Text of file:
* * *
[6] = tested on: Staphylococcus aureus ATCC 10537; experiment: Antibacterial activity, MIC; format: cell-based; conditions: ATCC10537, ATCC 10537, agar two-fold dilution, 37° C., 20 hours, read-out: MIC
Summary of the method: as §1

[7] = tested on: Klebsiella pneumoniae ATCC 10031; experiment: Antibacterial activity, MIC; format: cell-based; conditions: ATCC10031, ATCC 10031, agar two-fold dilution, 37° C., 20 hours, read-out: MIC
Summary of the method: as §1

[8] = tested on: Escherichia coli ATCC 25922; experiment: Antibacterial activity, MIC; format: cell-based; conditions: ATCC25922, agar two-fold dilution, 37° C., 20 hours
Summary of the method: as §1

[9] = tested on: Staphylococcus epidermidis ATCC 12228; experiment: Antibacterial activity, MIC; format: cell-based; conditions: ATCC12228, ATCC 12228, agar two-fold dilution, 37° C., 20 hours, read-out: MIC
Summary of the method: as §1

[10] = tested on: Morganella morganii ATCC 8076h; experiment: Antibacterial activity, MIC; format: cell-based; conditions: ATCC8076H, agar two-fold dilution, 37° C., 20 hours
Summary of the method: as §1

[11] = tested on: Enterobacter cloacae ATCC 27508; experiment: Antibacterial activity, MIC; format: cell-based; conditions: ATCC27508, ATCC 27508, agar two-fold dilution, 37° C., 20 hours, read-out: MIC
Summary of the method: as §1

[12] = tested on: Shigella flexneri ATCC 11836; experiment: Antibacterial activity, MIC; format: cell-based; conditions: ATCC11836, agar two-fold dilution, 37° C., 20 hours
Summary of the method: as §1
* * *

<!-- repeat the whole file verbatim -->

[6] = tested on: Staphylococcus aureus ATCC 10537; experiment: Antibacterial activity, MIC; format: cell-based; conditions: ATCC10537, ATCC 10537, agar two-fold dilution, 37° C., 20 hours, read-out: MIC
Summary of the method: as §1

[7] = tested on: Klebsiella pneumoniae ATCC 10031; experiment: Antibacterial activity, MIC; format: cell-based; conditions: ATCC10031, ATCC 10031, agar two-fold dilution, 37° C., 20 hours, read-out: MIC
Summary of the method: as §1

[8] = tested on: Escherichia coli ATCC 25922; experiment: Antibacterial activity, MIC; format: cell-based; conditions: ATCC25922, agar two-fold dilution, 37° C., 20 hours
Summary of the method: as §1

[9] = tested on: Staphylococcus epidermidis ATCC 12228; experiment: Antibacterial activity, MIC; format: cell-based; conditions: ATCC12228, ATCC 12228, agar two-fold dilution, 37° C., 20 hours, read-out: MIC
Summary of the method: as §1

[10] = tested on: Morganella morganii ATCC 8076h; experiment: Antibacterial activity, MIC; format: cell-based; conditions: ATCC8076H, agar two-fold dilution, 37° C., 20 hours
Summary of the method: as §1

[11] = tested on: Enterobacter cloacae ATCC 27508; experiment: Antibacterial activity, MIC; format: cell-based; conditions: ATCC27508, ATCC 27508, agar two-fold dilution, 37° C., 20 hours, read-out: MIC
Summary of the method: as §1

[12] = tested on: Shigella flexneri ATCC 11836; experiment: Antibacterial activity, MIC; format: cell-based; conditions: ATCC11836, agar two-fold dilution, 37° C., 20 hours
Summary of the method: as §1